I’m still a long way from seeking publication, especially since I have to apply the writing lessons I’m learning, but this journey has been great so far. God has used it to highlight His faithfulness and His mercy. He has reminded me over and over that I am His, no matter what. He has opened my eyes to the scope of redemption. If—and since—He could redeem the whole world all at once, any failings on my part are negligible in comparison.
Want to know what I love most about this whole writing deal? I do not see how I would have arrived here had I lived up to my geek potential. It is as if this is yet another chance at life, another beautiful gift from the Father of Lights. Maybe school yet lies in my future, but He is my present. Even if no one else reads another word I write down (thanks to all my family and friends who have been kind enough to read the stories), this has been more than worth it.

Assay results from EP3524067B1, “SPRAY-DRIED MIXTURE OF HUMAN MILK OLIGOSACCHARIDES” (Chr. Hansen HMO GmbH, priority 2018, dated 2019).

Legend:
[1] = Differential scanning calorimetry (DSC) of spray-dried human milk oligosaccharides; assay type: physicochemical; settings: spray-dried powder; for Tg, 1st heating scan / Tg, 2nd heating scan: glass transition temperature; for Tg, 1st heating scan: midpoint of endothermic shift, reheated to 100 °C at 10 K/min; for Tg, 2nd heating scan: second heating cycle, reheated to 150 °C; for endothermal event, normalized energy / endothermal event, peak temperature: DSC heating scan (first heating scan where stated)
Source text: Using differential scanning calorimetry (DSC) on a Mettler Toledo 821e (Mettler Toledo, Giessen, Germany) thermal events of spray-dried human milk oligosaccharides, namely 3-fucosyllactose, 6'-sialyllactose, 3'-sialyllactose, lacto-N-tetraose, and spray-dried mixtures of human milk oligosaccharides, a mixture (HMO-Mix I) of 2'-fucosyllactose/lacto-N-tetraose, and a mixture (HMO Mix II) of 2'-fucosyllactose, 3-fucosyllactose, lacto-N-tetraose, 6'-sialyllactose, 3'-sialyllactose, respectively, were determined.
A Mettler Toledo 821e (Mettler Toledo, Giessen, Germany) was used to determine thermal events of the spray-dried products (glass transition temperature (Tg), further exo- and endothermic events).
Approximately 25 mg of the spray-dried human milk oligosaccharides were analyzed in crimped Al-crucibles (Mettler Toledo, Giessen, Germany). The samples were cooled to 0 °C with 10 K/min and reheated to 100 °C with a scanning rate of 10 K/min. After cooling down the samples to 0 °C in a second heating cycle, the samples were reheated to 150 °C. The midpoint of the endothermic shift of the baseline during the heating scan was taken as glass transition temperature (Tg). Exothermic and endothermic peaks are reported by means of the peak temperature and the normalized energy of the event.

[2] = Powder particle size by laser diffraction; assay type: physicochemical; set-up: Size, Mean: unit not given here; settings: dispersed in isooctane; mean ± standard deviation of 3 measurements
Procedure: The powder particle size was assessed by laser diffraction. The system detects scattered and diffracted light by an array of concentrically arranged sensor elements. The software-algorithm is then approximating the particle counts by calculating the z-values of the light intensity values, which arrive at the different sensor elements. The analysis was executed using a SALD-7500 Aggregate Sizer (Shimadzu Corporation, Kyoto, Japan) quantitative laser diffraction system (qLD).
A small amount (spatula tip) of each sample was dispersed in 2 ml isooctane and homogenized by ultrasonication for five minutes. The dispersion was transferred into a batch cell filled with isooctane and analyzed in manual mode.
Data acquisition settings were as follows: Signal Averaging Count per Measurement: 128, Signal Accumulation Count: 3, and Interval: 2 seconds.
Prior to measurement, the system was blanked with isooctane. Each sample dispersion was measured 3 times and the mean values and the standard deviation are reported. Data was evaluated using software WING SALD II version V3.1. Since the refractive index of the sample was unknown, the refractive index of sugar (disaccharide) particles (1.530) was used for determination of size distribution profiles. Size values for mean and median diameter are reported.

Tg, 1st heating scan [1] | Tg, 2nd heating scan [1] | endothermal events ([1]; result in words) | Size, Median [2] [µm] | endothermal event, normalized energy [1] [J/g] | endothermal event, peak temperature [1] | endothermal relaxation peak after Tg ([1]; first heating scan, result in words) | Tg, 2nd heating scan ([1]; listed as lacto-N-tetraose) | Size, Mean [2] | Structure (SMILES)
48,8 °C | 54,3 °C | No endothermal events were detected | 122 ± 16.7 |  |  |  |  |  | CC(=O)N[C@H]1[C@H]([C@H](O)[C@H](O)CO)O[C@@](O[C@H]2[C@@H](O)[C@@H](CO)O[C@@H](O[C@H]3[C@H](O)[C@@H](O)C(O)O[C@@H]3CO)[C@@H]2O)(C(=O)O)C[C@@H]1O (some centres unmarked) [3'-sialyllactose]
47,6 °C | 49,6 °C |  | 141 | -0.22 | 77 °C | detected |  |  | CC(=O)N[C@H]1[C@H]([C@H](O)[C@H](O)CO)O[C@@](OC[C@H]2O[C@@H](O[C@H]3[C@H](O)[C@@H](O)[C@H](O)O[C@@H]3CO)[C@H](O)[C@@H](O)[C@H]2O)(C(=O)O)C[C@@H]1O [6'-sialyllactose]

I have learned to embrace life (as opposed to letting it pass me by), I have discovered that somewhere within this cynic still lives the little girl who believed in sunshine and happy endings, and I have journeyed with my characters, growing as they have grown. Above all, thanks to His leading on this writing journey, I have rediscovered the Father’s heart. A heart that delights in redemption.
P.S. After seasons of wavering, I can say it now. “Hi. My name is Lori-Ann Whyte, and I’m a writer.”
The youngest of six girls from a Jamaican home with no TV until she was eight, Lori prefers reading to all other forms of entertainment. She has finally worked her way around to calling herself a writer, and has developed a deep passion for the art form. A proud weirdo, with a three-year-old for a best friend, Lori hopes to grow up one day. God seems to be leading the conspiracy to accomplish just that.